Scopely announces first five developer partners, adding Double Fine and others to publishing platform
Two months ago LA game publisher and distribution platform Scopely finally pulled the curtain back to reveal what it’s been building with the $8.5 million it raised since July 2011. The vision was, not surprisingly, bigger than its “with Buddies” franchise of mobile games, despite the fact that all three titles released to date have been Top 5 games in the iOS App Store. Scopely’s big vision is its invite only Scopely Developer Network game distribution, marketing, and monetization platform for third-party developers.
Today, the company announced the first five studio partners who will work in conjunction with Scopely’s team, and rely heavily on its technology platform, to create and distribute multiplayer mobile games. Apparently the company didn’t aim low, as it attracted highly decorated firms Double Fine, Big Cave Games, High Line Games, Rocket Jump Games, and Zupcat Games.
But with all their previous success, why would these studios need to partner with Scopely? The idea is to free up their development resources to focus on building superior games, rather than having to worry about distribution and monetization, says Scopely co-founder and CEO Walter Driver.
“Scopely allows developers to focus their talents and resources on building quality games,” Driver says. “We get involved early in the development cycle, integrating social mechanics across each game, investing in marketing and cross-promotional opportunities with our existing user base and ultimately, launching games so they are poised for success.”
The importance of a successful launch cannot be understated, as it can quickly translate into high rankings and featured status with prominent App Stores, creating a self-fulfilling cycle. Those who have summited the mountain before, and have cleared a path to the top, become valuable partners. Once at the top, it’s important to continue delivering a satisfying and inherently viral experience to maintain this positioning. Scopely has proven adept at doing both, having dogfooded its own Developer Network platform with its more recent release Bubble Galaxy With Buddies. The app became to the No. 1 free game on the iOS App store within its first five hours and was downloaded more than one million times in its first week.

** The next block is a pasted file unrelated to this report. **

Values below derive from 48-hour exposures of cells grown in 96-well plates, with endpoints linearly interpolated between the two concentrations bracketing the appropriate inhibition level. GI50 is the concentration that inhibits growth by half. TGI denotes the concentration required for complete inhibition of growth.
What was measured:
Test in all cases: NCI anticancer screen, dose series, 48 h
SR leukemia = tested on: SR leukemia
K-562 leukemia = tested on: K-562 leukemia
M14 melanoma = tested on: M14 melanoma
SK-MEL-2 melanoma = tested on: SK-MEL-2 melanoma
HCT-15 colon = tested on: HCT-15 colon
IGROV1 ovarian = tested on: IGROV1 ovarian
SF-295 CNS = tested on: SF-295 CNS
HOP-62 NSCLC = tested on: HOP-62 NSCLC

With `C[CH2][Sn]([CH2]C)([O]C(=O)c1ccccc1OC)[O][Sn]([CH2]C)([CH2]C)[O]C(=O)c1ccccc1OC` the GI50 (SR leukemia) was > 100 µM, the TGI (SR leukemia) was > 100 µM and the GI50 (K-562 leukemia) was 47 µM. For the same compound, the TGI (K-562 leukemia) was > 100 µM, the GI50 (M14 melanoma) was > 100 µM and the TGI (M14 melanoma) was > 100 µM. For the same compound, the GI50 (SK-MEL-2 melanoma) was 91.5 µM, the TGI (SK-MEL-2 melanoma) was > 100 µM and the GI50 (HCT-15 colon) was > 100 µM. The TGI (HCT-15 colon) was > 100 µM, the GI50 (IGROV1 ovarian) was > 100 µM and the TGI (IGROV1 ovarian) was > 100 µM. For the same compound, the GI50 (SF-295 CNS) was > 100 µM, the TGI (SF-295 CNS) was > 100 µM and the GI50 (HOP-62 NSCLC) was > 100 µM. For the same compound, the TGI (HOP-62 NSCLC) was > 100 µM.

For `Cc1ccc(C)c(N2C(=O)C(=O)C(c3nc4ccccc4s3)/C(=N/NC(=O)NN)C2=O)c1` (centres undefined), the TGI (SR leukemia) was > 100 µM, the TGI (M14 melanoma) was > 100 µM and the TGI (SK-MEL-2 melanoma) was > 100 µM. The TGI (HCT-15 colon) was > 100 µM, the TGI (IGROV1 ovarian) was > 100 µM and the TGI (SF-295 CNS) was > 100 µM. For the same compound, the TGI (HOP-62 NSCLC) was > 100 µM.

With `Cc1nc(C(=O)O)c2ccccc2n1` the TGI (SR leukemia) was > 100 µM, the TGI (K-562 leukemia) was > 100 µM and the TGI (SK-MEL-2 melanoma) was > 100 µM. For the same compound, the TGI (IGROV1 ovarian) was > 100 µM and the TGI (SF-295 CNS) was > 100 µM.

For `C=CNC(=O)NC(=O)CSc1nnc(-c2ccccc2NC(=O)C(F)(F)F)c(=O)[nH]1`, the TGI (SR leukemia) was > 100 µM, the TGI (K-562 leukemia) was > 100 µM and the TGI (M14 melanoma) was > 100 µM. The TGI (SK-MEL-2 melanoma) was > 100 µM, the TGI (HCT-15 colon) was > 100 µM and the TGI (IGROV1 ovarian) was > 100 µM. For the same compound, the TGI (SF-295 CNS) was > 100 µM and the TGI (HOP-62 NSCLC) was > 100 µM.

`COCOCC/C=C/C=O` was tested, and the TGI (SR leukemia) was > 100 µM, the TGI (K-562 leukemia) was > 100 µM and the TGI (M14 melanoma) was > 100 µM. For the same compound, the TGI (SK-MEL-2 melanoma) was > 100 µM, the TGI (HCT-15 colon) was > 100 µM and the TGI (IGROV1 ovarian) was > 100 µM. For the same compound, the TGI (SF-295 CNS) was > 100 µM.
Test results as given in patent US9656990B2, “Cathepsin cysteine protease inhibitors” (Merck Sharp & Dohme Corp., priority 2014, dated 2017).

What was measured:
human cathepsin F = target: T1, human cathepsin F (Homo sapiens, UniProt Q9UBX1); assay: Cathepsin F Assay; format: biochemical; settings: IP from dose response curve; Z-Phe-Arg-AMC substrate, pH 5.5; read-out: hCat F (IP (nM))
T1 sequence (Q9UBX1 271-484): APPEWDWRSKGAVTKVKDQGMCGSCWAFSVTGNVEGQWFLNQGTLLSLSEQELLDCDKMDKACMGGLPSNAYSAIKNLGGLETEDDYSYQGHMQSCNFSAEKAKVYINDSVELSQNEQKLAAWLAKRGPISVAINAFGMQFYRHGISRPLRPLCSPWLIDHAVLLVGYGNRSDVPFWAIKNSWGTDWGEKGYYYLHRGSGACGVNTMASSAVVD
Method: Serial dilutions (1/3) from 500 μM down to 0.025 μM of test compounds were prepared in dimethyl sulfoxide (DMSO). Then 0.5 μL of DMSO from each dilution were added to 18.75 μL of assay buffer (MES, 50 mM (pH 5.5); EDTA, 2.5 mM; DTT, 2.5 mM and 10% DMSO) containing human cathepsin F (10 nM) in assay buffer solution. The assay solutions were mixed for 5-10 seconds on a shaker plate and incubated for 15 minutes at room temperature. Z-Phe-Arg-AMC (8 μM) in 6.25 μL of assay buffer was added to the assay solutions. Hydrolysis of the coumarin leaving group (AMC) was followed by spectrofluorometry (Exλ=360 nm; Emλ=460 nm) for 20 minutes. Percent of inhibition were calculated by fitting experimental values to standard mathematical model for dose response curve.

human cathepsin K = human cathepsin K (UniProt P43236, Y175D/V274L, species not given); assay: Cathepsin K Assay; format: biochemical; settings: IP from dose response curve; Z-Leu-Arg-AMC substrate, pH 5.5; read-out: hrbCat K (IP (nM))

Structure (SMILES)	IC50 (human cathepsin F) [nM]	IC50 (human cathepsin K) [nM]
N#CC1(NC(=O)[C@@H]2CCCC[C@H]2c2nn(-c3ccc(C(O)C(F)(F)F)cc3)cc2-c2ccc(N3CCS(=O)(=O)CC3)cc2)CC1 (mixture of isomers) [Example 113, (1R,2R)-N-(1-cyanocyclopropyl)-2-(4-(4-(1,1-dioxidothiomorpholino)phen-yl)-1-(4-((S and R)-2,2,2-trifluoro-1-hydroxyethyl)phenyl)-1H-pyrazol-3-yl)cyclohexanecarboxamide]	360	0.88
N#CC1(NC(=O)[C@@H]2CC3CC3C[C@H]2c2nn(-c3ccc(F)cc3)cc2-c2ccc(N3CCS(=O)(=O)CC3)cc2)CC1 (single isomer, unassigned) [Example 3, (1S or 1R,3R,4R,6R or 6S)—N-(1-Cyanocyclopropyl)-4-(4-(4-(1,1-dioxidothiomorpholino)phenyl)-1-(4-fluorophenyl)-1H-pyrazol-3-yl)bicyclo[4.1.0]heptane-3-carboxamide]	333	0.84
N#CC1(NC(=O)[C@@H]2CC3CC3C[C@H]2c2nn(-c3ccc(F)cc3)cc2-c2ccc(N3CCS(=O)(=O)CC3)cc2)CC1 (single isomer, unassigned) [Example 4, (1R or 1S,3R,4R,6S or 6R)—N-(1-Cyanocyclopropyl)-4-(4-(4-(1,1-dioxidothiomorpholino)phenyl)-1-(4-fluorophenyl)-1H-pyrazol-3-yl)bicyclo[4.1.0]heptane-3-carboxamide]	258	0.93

Double Fine, which is well known for the game G4 called the “Funniest Game Ever,” Psychonauts. The 12 year old San Francisco studio also recently grabbed headlines by raising $3.3 million on Kickstarter for the yet to be created Double Fine Adventure game. Dallas-based Big Cave Games, for its part, is behind ORC: Vengeance, which was named App Store’s Editor’s Choice and Best of 2012, Showpiece Games.
High LIne games is a Brooklyn publisher behind the W.E.L.D.E.R. words game that at one point reached the number one overall iPad app. Rocket Jump Games and ZupCat Games are both international firms, based in New Zealand and Argentina, respectively. The former created the popular rail shooter Major Mayhem, while the latter is well known for its Facebook game Race Town and for its work with Cartoon Network, Fiat, Kraft Foods, and MTV.
In addition to cross promotion within Scopely’s network of millions of active users, the publishers get access to the company’s Amazon Simple Queue Service (SQS)-based multiplayer technology and server-side infrastructure.
The company faces competition in the social and mobile game distribution space from the likes of Zynga and Chillingo, although they tend to focus more on offering marketing support than on pre-launch development resources. Also, the majority of these competing options tend to be one size fits all and purely “pay to play.” Scopely, on the other hand, is exclusive in the partners it’s willing to invite and negotiates revenue sharing models on a per-partnership basis based on the pedigree of the development partner and the resources to be dedicated.
Scopely was founded in 2011 by Driver, a long time social gaming entrepreneur, alongside former Applied Semantics co-founder Eytan Elbaz, former MySpace Developer Platform lead software developer Ankur Bulsara, and startup veteran Eric Futoran. The team also recently added former Zynga GM Andy Kleinman as its first Chief Business Officer. Scopely is backed by Anthem Venture Partners, The Chernin Group, Greycroft Venture Partners, and New Enterprise Associates (NEA), as well as several dozen prominent angel investors.
The company is well positioned in today’s game publishing landscape, but is likely to face increasing competition going forward. Earlier today, two Zynga Farmville veterans announced an eerily similar project called Red Hot Labs which is backed by Andreessen Horowitz, Greylock Partners, SV Angel, and General Catalyst. It’s unlikely to be the last. Driver downplays the similarities, describing Red Hot's offering as "developer tools" while characterizing Scopely's more as a "broadcasting network," or in other words Final Cut Pro versus Fox.
As in many categories, gaming appears to be evolving such that the platforms and enabling technology providers have become more valuable than the content creators that use them. Not surprisingly, this is where today’s VC dollars seem to be flowing. Scopely’s biggest advantage is that it saw this trend early and has several years of head start over its competition. Driver's challenge now, is to maintain that lead.